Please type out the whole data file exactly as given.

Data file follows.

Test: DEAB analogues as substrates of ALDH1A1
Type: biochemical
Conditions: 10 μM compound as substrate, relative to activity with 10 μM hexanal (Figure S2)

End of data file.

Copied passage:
Test: DEAB analogues as substrates of ALDH1A1
Type: biochemical
Conditions: 10 μM compound as substrate, relative to activity with 10 μM hexanal (Figure S2)